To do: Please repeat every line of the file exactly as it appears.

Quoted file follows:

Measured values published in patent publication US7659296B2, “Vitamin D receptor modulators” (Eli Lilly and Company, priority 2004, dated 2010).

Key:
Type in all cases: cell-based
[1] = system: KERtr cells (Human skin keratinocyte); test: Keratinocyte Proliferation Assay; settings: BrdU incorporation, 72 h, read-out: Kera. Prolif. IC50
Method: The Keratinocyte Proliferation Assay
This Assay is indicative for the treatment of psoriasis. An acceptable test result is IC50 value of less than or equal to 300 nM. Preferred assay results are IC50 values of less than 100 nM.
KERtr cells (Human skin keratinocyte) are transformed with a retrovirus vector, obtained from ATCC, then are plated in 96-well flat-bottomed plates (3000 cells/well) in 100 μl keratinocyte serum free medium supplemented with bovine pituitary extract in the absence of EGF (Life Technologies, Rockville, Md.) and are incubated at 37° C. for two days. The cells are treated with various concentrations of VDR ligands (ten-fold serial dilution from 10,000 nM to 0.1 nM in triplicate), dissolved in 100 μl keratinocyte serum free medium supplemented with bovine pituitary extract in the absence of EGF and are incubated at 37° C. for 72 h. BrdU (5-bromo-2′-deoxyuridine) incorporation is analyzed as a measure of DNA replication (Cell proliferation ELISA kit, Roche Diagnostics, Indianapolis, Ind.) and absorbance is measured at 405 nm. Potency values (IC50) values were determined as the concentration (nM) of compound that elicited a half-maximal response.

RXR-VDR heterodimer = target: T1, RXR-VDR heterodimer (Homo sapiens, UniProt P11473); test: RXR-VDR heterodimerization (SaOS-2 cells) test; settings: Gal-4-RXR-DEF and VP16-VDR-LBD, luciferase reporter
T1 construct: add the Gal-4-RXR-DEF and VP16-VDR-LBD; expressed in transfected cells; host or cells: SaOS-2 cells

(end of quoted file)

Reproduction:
Measured values published in patent publication US7659296B2, “Vitamin D receptor modulators” (Eli Lilly and Company, priority 2004, dated 2010).

Key:
Type in all cases: cell-based
[1] = system: KERtr cells (Human skin keratinocyte); test: Keratinocyte Proliferation Assay; settings: BrdU incorporation, 72 h, read-out: Kera. Prolif. IC50
Method: The Keratinocyte Proliferation Assay
This Assay is indicative for the treatment of psoriasis. An acceptable test result is IC50 value of less than or equal to 300 nM. Preferred assay results are IC50 values of less than 100 nM.
KERtr cells (Human skin keratinocyte) are transformed with a retrovirus vector, obtained from ATCC, then are plated in 96-well flat-bottomed plates (3000 cells/well) in 100 μl keratinocyte serum free medium supplemented with bovine pituitary extract in the absence of EGF (Life Technologies, Rockville, Md.) and are incubated at 37° C. for two days. The cells are treated with various concentrations of VDR ligands (ten-fold serial dilution from 10,000 nM to 0.1 nM in triplicate), dissolved in 100 μl keratinocyte serum free medium supplemented with bovine pituitary extract in the absence of EGF and are incubated at 37° C. for 72 h. BrdU (5-bromo-2′-deoxyuridine) incorporation is analyzed as a measure of DNA replication (Cell proliferation ELISA kit, Roche Diagnostics, Indianapolis, Ind.) and absorbance is measured at 405 nm. Potency values (IC50) values were determined as the concentration (nM) of compound that elicited a half-maximal response.

RXR-VDR heterodimer = target: T1, RXR-VDR heterodimer (Homo sapiens, UniProt P11473); test: RXR-VDR heterodimerization (SaOS-2 cells) test; settings: Gal-4-RXR-DEF and VP16-VDR-LBD, luciferase reporter
T1 construct: add the Gal-4-RXR-DEF and VP16-VDR-LBD; expressed in transfected cells; host or cells: SaOS-2 cells